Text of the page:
What is OAuth??
OAuth is an open-standard authorization protocol or framework that describes how unrelated servers and services can safely allow authenticated access to their assets without actually sharing the initial, related, single logon credential. In authentication parlance, this is known as secure, third-party, user-agent, delegated authorization.
Created and strongly supported from the start by Twitter, Google and other companies, OAuth was released as an open standard in 2010 as RFC 5489, and quickly became widely adopted. Over the next two years, it underwent substantial revision, and version 2.0 of OAuth, was released in 2012 as RFC 6749. Even though version 2.0 was widely criticized for multiple reasons covered below, it gained even more popularity. Today, you can add Amazon, Facebook, Instagram, LinkedIn, Microsoft, Netflix, Paypal and a list of other Internet Who’s as adopters.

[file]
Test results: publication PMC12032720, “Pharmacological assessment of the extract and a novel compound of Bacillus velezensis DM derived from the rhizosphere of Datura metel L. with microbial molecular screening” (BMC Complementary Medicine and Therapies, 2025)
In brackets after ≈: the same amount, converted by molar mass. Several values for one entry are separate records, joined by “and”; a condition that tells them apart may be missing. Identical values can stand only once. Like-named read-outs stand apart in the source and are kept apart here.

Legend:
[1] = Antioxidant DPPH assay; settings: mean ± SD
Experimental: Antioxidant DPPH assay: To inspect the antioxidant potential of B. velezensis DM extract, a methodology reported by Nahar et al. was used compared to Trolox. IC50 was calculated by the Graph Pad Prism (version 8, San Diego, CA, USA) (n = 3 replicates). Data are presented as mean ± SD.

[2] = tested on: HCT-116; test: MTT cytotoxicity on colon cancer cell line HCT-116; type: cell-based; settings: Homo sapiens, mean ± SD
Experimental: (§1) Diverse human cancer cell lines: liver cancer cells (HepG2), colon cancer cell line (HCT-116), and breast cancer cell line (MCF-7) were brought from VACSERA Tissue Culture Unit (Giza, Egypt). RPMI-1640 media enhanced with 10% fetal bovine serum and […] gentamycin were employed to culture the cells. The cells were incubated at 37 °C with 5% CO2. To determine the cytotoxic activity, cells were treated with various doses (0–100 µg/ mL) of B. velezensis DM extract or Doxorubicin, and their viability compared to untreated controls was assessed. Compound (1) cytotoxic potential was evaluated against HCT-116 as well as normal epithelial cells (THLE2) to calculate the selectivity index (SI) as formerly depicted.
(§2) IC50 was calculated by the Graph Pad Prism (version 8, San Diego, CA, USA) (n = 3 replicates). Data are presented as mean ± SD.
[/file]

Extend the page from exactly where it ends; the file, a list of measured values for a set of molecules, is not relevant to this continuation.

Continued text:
The simplest example of OAuth is when you go to log onto a website and it offers one or more opportunities to log on using another website’s/service’s logon. You then click on the button linked to the other website, the other website authenticates you, and the website you were originally connecting to logs you on itself afterward using permission gained from the second website.
Another common example OAuth scenario could be a user sending cloud-stored files to another user via email, when the cloud storage and email systems are otherwise unrelated other than supporting the OAuth framework (e.g., Google Gmail and Microsoft OneDrive). When the end-user attaches the files to their email and browses to select the files to attach,